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Vancouver lawyer suspended after accusations of pseudolegal ‘paper terrorism’ over neighbour’s deck

A Vancouver lawyer accused of filing a groundless pseudolegal lawsuit against her neighbour over a glass deck divider has been banned from practising law in British Columbia while the province’s law society investigates a complaint.

Naomi Arbabi was temporarily suspended on Dec. 28 after an interim action board of the Law Society of B.C. “determined that extraordinary action was necessary to protect the public,” according to an email sent to CBC News on Tuesday.

“The suspension will last until the order is rescinded or varied,” the email read.

An interim action board, which is set up by the Law Society president, consists of three or more lawyers who may be appointed to investigate complaints against one of the society’s members.

The temporary ban is the latest development in a legal back-and-forth between Arbabi and her neighbour, Colleen McLelland, which began with accusations of trespassing on roof space and developed into what McLelland describes as a fight based on debunked, pseudolegal arguments.

In her lawsuit last October, Arbabi accused McLelland of trespassing by installing a privacy divider on her rooftop deck at their condo building in Vancouver’s Fairview neighbourhood.

Arbabi identified herself in the claim as “i, a woman” and said the case would be tried in the “naomi arbabi court.”

As part of her lawsuit, Arbabi said her claim was “based on law of the land, and not a complaint based on legal codes acts or statutes” and asked for compensation equal to $1,000 a day for every day the glass divider has been in place.

In November, McLelland went to B.C. Supreme Court to ask that Arbabi’s lawsuit be thrown out on the grounds that it was “scandalous, frivolous or vexatious.” McLelland also called on the court to refer a complaint against Arbabi to the Law Society.

The society did not comment further on the details of its investigation in its email Tuesday.

McLelland argued the lawsuit is a clear example of what Canadian courts have termed an organized pseudolegal commercial argument (OPCA) — a thoroughly debunked and wholly unsuccessful class of legal theory favoured by fringe groups like Sovereign Citizens and Freemen on the Land.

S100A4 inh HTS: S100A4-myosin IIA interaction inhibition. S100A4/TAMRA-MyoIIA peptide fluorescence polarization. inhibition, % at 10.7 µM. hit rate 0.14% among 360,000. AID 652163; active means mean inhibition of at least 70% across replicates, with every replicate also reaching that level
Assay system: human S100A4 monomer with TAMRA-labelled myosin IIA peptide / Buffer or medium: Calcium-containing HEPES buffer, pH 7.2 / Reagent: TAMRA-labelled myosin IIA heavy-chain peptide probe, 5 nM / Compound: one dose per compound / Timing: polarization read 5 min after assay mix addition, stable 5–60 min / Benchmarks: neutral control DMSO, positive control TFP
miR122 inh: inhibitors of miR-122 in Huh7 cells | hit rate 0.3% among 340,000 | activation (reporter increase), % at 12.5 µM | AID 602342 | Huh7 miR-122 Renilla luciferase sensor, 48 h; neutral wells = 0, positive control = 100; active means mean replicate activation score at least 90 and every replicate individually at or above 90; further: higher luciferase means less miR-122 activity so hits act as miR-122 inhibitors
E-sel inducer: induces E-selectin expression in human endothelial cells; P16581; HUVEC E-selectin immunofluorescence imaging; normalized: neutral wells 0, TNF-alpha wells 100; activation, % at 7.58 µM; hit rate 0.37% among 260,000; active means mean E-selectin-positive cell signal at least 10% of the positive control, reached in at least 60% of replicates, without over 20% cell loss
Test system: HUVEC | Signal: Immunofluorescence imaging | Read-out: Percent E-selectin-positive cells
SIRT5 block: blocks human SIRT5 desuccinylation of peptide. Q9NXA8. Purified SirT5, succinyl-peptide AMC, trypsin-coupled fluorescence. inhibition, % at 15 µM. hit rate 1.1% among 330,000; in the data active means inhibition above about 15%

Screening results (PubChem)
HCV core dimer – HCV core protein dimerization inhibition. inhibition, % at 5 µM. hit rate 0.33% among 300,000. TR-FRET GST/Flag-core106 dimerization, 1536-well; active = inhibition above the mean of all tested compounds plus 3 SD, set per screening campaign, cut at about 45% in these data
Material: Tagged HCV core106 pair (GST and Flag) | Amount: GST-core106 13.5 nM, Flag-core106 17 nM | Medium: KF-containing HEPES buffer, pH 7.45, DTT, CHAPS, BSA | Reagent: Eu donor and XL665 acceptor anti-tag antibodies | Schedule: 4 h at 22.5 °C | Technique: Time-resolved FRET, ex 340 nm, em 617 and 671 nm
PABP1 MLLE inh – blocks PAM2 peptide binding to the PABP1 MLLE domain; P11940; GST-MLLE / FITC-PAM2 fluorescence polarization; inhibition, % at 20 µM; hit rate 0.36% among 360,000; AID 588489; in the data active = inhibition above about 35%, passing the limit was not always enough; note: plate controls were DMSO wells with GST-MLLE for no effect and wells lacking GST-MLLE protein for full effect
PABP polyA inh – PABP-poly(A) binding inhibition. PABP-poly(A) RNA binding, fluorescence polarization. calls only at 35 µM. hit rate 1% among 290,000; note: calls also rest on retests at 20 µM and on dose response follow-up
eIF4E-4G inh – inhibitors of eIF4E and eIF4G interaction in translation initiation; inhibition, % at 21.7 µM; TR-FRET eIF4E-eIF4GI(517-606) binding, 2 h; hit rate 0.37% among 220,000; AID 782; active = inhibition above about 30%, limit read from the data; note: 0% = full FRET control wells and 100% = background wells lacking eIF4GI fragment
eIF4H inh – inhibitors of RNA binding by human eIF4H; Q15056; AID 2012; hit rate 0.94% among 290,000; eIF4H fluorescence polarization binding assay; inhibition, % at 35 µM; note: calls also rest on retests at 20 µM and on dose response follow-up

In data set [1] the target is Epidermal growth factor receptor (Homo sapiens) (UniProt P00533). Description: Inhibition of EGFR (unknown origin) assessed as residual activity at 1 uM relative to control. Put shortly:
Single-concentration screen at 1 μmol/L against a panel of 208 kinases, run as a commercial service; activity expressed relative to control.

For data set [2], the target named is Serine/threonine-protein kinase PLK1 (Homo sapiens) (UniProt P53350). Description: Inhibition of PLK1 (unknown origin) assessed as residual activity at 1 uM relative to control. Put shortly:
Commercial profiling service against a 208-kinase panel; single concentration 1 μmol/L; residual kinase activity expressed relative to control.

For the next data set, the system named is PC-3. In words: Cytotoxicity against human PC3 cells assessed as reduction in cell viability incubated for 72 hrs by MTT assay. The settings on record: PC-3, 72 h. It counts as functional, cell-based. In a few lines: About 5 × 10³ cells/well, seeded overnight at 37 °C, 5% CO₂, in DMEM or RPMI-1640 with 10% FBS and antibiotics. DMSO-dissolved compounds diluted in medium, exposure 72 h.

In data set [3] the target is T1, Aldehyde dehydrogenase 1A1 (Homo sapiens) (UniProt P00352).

“In dealing with Ms. Arbabi’s notice and claim, I truly feel a victim of paper terrorism and believe the public needs to be protected from such litigation tactics,” McLelland said during her November appearance in B.C. Supreme Court.

Master Susanna Hughes has not yet released her decision on McLelland’s application. 

Lawyer says courts misunderstand ‘natural law’

In her submissions to the court, Arbabi denied any association with organized pseudolegal groups, but told the court, “I do think that our legal system has a lot of flaws.”

She argued that she was appearing in court as “a living, breathing, alive woman,” not a lawyer, and said she would refer to herself using a lowercase “i.”

“That i possess a licence to practice law in the legal jurisdiction of the province of British Columbia does not make i into a lawyer, the same way that having a driver’s licence to drive a motor vehicle does not make i into a driver,” Arbabi said.

The code of conduct for lawyers in B.C. requires them to encourage respect for the justice system, and says they should not weaken public confidence in legal institutions though irresponsible claims.

An image taken from the street view feature on Google Maps shows a low-rise beige condo building.
Arbabi and McLelland are neighbours in this condo building on Vancouver’s West Side. (Google Maps)

For her part, Arbabi claimed that Canadian judges who have ruled on OPCA litigants don’t really grasp the concepts of “natural law” and “trespass” that she bases her lawsuit on.

“Many courts, including the claimant, have trouble understanding what is often referred to as natural law. … Natural law — or as i call it, just law — is that which is so obvious that it is not required to be written down into an act or statute,” Arbabi said.

She went on to say that “a trespass occurs when a man or a woman knowingly does the wrong deed … not by accident, not by ignorance, but with intention and without authority and does not provide remedy or lawful excuse.”

Arbabi alleged that trespass “bestows one a dishonourable status which i do not wish upon anyone,” and said she filed the lawsuit to give McLelland a chance to clear her name.

McLelland has argued that her strata was responsible for installing the divider after the previous one was removed without permission by another owner, and said B.C. law only allows lawsuits to be filed by or against strata corporations, not between individual owners.

Arbabi has denied that her claim has anything to do with the building’s strata corporation, which she said has “no standing, legally or lawfully.” 

Arbabi said her case is based rather on an argument of proprietary estoppel, a legal concept based in English common law that protects people who have been negatively affected after relying on assurances related to land.

She told the court there was no deck divider when she purchased her condo, and its installation has ruined her home’s “crown jewel” — its view of the North Shore mountains.

In November, Arbabi agreed to meet with a CBC reporter to discuss her lawsuit, but upon arrival, declined to answer any questions. Instead, she read out a notice warning of consequences if a story were to be published without her consent.

“As such harm is a very grievous trespass, i, shall claim remedy in the amount of $500,000 for such trespass plus $5,000 a day for as long as the trespass continues,” the notice read.

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